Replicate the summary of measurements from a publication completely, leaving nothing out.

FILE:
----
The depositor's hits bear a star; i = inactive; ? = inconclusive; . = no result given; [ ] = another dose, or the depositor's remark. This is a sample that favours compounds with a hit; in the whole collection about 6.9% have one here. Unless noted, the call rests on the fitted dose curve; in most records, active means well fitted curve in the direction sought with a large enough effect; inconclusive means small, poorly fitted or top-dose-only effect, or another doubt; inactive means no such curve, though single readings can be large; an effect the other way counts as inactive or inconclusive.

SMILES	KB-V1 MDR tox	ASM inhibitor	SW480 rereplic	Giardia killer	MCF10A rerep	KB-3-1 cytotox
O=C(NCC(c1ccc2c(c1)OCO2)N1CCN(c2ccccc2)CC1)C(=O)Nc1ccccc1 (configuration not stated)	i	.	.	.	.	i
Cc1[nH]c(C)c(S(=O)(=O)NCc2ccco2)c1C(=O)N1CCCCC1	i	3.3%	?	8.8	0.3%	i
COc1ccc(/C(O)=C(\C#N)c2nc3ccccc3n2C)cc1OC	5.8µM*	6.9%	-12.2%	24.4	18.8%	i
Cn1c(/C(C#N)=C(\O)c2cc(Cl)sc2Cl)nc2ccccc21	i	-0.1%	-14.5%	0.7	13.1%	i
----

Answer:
The depositor's hits bear a star; i = inactive; ? = inconclusive; . = no result given; [ ] = another dose, or the depositor's remark. This is a sample that favours compounds with a hit; in the whole collection about 6.9% have one here. Unless noted, the call rests on the fitted dose curve; in most records, active means well fitted curve in the direction sought with a large enough effect; inconclusive means small, poorly fitted or top-dose-only effect, or another doubt; inactive means no such curve, though single readings can be large; an effect the other way counts as inactive or inconclusive.

SMILES	KB-V1 MDR tox	ASM inhibitor	SW480 rereplic	Giardia killer	MCF10A rerep	KB-3-1 cytotox
O=C(NCC(c1ccc2c(c1)OCO2)N1CCN(c2ccccc2)CC1)C(=O)Nc1ccccc1 (configuration not stated)	i	.	.	.	.	i
Cc1[nH]c(C)c(S(=O)(=O)NCc2ccco2)c1C(=O)N1CCCCC1	i	3.3%	?	8.8	0.3%	i
COc1ccc(/C(O)=C(\C#N)c2nc3ccccc3n2C)cc1OC	5.8µM*	6.9%	-12.2%	24.4	18.8%	i
Cn1c(/C(C#N)=C(\O)c2cc(Cl)sc2Cl)nc2ccccc21	i	-0.1%	-14.5%	0.7	13.1%	i